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APMP Capture Practitioner- Guide to Writing a Proposal Resume

Baskar Sundaram

Proposal resumes show that you have staff with relevant experience available to meet a customer’s needs. To win, you must provide resumes of actual personnel who have demonstrated experience in the work described in the procurement.

Here are some guidelines to keep in mind when writing a proposal resume:

Base staffing descriptions on the RFP

Before any writing begins, review the RFP in its entirety to identify all RFP requirements related to personnel. Determine the key staffing requirements and start early on resumes. An RFP often specifies the key positions for which resumes are required, as well as the experience and education that each key person must have.

Although position descriptions are a good starting point for identifying resume-related requirements, they are not the only portion of an RFP that contains requirements. Review the customer’s detailed description of the work to be performed, typically called the statement of work (SOW) or performance work statement (PWS).

Write clear, results-oriented resumes

The resume writer, not the person whose resume is being prepared, should develop the first draft of all resumes. Resume content should be focused not on each person’s responsibilities and functional duties, but rather what the person accomplished in each position. Be sure to make the content compelling, ensuring every bullet or paragraph contains a customer-focused, measurable benefit. Write clearly, using short sentences.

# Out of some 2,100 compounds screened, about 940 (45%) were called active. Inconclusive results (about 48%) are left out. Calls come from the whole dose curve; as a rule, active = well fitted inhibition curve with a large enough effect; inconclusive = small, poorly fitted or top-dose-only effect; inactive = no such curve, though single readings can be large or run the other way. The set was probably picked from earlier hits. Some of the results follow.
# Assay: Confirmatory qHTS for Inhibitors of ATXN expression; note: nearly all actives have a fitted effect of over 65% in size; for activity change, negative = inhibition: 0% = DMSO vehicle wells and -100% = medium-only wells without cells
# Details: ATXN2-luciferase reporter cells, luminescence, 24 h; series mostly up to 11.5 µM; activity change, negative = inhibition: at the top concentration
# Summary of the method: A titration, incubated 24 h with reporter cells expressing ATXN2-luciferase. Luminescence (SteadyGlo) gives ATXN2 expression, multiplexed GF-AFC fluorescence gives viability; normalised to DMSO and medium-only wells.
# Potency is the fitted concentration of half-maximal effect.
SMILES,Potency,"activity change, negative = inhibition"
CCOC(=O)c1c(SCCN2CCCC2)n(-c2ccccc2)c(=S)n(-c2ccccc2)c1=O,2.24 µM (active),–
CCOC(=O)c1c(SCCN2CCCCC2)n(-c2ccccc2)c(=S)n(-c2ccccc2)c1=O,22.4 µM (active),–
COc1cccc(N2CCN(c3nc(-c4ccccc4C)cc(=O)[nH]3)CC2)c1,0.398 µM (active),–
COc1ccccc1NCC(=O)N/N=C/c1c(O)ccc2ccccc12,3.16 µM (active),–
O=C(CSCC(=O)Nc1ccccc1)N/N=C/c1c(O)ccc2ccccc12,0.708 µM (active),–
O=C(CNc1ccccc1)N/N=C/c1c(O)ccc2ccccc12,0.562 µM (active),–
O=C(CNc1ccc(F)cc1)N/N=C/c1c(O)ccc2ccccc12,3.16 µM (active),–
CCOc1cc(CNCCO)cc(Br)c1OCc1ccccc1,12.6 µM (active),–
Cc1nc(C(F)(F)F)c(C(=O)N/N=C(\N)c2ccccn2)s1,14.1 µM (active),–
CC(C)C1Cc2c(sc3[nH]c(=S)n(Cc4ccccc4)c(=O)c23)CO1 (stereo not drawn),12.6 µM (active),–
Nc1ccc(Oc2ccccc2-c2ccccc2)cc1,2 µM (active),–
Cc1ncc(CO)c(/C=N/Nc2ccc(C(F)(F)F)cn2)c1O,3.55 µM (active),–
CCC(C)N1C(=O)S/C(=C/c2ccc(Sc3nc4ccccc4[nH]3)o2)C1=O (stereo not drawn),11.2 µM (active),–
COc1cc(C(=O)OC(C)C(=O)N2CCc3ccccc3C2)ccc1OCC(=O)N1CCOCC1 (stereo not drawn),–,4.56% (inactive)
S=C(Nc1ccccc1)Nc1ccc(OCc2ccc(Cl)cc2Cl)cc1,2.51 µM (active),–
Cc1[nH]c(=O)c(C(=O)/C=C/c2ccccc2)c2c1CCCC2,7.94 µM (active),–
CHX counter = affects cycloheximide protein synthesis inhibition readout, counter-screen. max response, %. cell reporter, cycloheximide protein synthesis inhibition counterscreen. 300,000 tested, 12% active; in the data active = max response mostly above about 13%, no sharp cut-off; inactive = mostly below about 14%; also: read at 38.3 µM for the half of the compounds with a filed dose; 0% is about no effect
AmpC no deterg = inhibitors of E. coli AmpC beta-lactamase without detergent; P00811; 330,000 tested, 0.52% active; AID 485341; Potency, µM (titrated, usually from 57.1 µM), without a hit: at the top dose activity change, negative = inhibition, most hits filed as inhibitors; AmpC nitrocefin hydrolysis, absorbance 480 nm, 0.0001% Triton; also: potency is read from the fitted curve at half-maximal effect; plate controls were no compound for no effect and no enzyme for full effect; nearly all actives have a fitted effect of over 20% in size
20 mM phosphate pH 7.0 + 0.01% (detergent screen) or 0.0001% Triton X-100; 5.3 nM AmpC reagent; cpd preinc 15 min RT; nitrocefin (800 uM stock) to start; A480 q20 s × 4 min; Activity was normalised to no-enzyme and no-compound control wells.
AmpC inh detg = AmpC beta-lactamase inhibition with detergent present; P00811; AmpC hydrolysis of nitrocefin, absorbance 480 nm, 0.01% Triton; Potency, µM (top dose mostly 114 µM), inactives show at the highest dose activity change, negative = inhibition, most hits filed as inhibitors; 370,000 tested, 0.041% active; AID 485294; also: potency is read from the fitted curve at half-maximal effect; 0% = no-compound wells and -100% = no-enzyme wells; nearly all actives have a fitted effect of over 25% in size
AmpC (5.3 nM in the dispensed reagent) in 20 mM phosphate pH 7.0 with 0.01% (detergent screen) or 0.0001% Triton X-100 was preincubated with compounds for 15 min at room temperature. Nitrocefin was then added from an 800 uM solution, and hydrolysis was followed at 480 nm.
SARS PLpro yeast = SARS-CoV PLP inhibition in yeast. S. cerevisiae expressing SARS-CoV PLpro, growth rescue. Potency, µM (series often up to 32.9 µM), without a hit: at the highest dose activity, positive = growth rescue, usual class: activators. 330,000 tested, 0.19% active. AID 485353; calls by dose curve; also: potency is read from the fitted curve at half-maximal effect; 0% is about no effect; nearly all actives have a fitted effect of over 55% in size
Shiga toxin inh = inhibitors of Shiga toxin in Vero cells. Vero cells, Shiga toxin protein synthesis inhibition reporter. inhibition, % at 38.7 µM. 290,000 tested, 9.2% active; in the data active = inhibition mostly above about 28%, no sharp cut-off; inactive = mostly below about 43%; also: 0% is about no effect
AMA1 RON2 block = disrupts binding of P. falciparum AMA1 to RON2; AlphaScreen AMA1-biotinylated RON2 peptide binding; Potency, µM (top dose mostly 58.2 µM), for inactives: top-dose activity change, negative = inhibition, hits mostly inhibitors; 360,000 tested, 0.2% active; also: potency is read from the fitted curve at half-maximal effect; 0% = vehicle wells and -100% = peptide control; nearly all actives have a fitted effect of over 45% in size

Work with staffing candidates

As you and the proposal team identify the personnel for whom resumes will be submitted, contact each person to initiate the resume development process and outline the schedule for resume development and completion. Use the corporate resume database as the starting point for content development, but be sure to ask the candidate for other materials they have that are not a part of the database.

Before writing, screen the resource materials gathered to ensure that the person meets the RFP requirements. Ensure that the person has the required security clearance, education, certifications, years of experience, and specific relevant experience.

Use a standard, easy-to-follow template

Your master resume template should be compliant with all RFP requirements (including the labor category, SOW and PWS titles, and any relevant attachments) and should be easy to skim and evaluate. Set up the resume format up front, which ensures that the final resume is in the right style, font and font size, and colors. An RFP often includes a specific per-resume or per-volume page count, font size, font setting, and margins.

Secure the Proposal Manager’s approval

Once you have identified staffing requirements, assess whether the resume-writing workload is achievable in light of the master proposal schedule. Consult with the Bid or Proposal Manager to ensure the workload, writing resources, and proposal budget are aligned. Secure the Bid or Proposal Manager’s approval of the master resume template.

Build a corporate resume database

Every bidding organization needs a corporate resume database. Resume writers can then search the database to identify currently employed personnel with the key skills and experience required for the proposal. One way to keep the corporate resume database up to date is to require employees to update their resumes as a part of performance reviews.

The article briefly details key examinable syllabus area from the APMP Practitioner certification.

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